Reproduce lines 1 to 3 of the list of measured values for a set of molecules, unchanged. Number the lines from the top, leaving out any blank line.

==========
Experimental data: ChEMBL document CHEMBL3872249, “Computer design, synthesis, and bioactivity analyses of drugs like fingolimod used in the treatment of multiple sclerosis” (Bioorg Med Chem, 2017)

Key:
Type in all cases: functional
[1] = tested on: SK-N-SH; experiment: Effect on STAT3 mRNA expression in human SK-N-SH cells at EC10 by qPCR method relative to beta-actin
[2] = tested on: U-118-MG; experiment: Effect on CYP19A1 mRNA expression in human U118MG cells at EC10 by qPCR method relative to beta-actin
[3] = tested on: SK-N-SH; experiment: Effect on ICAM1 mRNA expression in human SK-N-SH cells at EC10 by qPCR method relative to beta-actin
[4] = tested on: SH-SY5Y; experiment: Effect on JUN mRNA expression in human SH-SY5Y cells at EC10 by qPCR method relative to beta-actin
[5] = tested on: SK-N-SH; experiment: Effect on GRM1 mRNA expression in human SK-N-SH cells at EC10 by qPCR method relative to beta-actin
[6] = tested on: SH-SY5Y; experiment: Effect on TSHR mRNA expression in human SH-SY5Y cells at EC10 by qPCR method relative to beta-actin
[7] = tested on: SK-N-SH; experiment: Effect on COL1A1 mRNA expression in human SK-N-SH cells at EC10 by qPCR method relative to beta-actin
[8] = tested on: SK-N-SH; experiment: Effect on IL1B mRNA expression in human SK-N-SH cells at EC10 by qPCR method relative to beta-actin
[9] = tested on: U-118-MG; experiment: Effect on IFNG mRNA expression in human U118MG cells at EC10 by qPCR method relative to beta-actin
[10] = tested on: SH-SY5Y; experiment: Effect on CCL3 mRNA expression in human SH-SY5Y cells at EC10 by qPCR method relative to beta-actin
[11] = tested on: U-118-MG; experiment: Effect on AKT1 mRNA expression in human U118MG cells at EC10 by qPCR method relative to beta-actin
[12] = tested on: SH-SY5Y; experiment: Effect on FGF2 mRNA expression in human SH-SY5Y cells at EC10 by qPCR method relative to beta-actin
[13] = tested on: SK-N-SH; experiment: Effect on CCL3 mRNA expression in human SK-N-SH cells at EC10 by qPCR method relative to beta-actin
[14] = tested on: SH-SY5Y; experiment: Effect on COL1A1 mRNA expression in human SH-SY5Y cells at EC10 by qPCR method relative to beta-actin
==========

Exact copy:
Experimental data: ChEMBL document CHEMBL3872249, “Computer design, synthesis, and bioactivity analyses of drugs like fingolimod used in the treatment of multiple sclerosis” (Bioorg Med Chem, 2017)

Key:
Type in all cases: functional